We walked to Safina Haji Secondary School, which was situated a few blocks from the primary school. The presence of the green highlands and the beautiful Solai Lake made the area look even more attractive. There we met up with Mr David who was the chairperson of the “Parent Teachers Association.” He explained the various hiccups they faced while running the school. The presence of an up-to-standards laboratory would not go unnoticed. After extensive dialogue with the Chairman and most of the teachers, we walked back home across the muddy roads.
I was really overwhelmed by the kind reception and co-operation we got from all the schools we visited.
My hope is that I will be able to learn new ideas and also establish new frameworks that will go a long way in ensuring that these schools become the best in the country. I’m really inspired by the selfless work World Teacher Aid has done towards ensuring that there is up-to-standards infrastructure, and conducive learning environments, all in a bid to enhance sustainable education and enhancement of mental growth. Long live World Teacher Aid!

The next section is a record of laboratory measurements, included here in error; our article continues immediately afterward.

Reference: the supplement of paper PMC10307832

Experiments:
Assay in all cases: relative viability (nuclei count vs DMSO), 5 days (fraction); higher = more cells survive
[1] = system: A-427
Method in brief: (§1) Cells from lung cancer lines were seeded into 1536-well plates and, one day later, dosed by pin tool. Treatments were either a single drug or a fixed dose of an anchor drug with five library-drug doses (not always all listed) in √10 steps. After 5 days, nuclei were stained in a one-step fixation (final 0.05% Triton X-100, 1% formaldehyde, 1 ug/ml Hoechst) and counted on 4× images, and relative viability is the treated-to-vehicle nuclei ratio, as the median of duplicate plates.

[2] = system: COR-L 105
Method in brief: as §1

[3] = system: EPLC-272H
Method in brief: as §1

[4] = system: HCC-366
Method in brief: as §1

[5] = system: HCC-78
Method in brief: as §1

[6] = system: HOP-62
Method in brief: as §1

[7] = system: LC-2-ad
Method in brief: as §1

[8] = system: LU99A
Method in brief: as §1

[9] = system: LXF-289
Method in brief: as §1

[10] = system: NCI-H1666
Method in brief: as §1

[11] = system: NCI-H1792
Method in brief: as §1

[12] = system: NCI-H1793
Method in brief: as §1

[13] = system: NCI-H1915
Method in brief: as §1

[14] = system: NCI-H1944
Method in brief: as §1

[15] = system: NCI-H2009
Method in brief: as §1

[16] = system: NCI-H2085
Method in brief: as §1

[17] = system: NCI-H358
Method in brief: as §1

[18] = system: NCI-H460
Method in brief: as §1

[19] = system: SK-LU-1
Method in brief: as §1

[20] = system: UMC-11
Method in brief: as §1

Philip Muiga Mwangi is a highly dedicated professional with a progressive career in Bachelor of Commerce, Finance Option. He is self-driven, ambitious, innovative, analytical, a fast learner, and a true team player with good interpersonal skills. He possesses a great desire and drive to prosper in all work that he ventures into. He has also acquired five years of relevant working experience from working in different organizations within the real estate, logistics, government and Investment sectors. He has a passion for helping less privileged members within the community within his surroundings, having participated in various charitable events in the past.
Philip currently resides in Thika, Nairobi Kenya. He has a great passion for reading motivational books, playing chess, traveling, singing, listening to music, watching movies, socializing, filling crosswords and poetry writing. Philip is determined in ensuring he has positively impacted World Teacher Aid through ensuring that all his assigned objectives are met. He has the enthusiasm for World Teacher Aid and is willing to gear up all his knowledge, experience and skills towards making the organization a better place.